King’s X, a three piece band from Texas, are hugely influential, have a large and loyal fan base, and last night played a show in London for the first time in six years. They are, perhaps the archetypical Cult Band.
But how did they get here? (and I don’t mean “by bus”)… And do they still have the ability to thrill an audience?
Last night I ventured forth into the humous and smashed-avacodo infested streets of Islington to find out, and to see Doug, Ty and Jerry: those pioneers of drop-tuned guitar sounds.
Sadly, the first qualifier we look for is a distinct lack of mainstream success…
King’s X certainly fit that criteria.
Bassist Doug Pinnick and drummer Jerry Gaskill met in Missouri, USA in 1979, both having been asked to join Petra, a successful Christian rock band of the day. The project fizzled out, but the pair remained friends.
Jerry met Ty Tabor one evening. Ty was a guitarist in a band whose drummer had quit. Ty asked Jerry if he would stand in on drums for the evening, and a friendship began.
The three eventually formed a band together, calling themselves The Edge. That name lasted three years before they changed from The Edge to (unfathomably) Sneak Preview.
I like to think in a parallel universe somewhere they kept the name and there’s a U2 with a lead guitarist called Sneak Preview.
They met Sam Taylor, who worked with ZZ Top’s manager. He became their manager, and Sneak Preview were renamed King’s X, much to everyone’s relief. A demo found its way to Megaforce records’ John Zazula, a man who played a part in the early success of Metallica and Anthrax, and they were in business.
It took until 1988 before King’s X released a debut album, called Out of the Silent Planet. Hot on its heels the following year came the catchily titled Gretchen Goes To Nebraska.
Both were critical successes. Out of the Silent Planet was Kerrang!’s Critics Album of the Year 1988. Amidst the likes of Metallica, Bon Jovi, Slayer and Van Halen, King’s X sounded completely, uniquely different to everything else out there. So far so good. All was poised for world domination.
But neither LP was a commercial success. Over the next decade King’s X released four more LPs, three under a major label, without setting the charts alight.
Successful or not, King’s X still play songs from all parts of their career, last night showcasing songs from nine of their twelve studio albums, from 1988’s Out of the Silent Planet, ’94’s Dogman and ’96’s Ear Candy, right up to 2008’s XV.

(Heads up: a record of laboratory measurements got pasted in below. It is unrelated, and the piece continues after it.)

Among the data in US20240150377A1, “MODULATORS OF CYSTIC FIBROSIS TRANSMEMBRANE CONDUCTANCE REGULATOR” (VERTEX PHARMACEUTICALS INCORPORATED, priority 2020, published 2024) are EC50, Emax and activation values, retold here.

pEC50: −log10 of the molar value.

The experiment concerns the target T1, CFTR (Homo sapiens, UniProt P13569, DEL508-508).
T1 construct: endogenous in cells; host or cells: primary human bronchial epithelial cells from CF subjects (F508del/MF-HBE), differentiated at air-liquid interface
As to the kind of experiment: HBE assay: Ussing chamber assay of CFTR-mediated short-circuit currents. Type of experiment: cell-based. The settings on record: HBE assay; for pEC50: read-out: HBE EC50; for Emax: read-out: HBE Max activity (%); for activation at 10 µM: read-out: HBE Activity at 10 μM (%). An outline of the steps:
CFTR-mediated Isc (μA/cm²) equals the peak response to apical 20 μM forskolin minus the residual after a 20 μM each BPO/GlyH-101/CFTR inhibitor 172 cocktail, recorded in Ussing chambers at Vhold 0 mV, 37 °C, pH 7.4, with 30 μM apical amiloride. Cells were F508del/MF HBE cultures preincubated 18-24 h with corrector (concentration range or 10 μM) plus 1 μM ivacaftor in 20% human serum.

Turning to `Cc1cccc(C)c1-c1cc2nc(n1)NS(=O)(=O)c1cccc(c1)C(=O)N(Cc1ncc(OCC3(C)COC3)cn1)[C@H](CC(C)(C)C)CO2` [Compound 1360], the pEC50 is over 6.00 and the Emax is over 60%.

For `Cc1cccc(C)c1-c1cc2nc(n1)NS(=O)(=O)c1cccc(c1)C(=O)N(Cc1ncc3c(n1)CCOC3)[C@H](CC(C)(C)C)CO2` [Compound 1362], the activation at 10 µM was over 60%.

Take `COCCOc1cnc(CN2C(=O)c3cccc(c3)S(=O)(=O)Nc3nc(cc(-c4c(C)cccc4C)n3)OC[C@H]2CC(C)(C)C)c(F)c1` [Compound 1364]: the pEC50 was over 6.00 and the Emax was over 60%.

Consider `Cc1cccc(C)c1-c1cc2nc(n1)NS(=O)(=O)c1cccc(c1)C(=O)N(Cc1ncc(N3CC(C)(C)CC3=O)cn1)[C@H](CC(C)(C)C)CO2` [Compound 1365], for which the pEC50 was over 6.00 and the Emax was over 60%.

In 1988, Pininick wore military uniform and a Mohican, and in 2017 is still rake-thin, but dressed more simply in black t-shirt and jeans. His bass guitar is slung as low as the notes that rumble out from it. To his left, guitarist Ty Tabor wears a beanie hat and shades, having left the Lennon specs behind, but still produces that unmistakeable tone that makes King’s X so unique.
The Islington Assembley Hall is packed, upstairs and down, which brings us to the next requirement for cult status: You need an audience.
I first saw King’s X at their debut headline show at The Marquee in 1988 and a few months later at the same venue. They had an audience from the start.
At both shows I witnessed perhaps some of the biggest outpourings of love and excitement I have ever seen a band receive. At the first show, when the crowd bayed for another encore, the band sheepishly came back to explain they didn’t have any songs left to play. They appeared overwhelmed by the rapturous reception.
King’s X may never have realised their early potential as measured by commercial success, but in those two shows, King’s X realised their potential immediately. They could have retired as Legends, never to play again, with reputations assured.
All of which is fine, but once it has found one, a band needs to keep and grow an audience.
Nearly thirty years on from their debut album, it is interesting to see how King’s X has survived as the music industry has collapsed around them.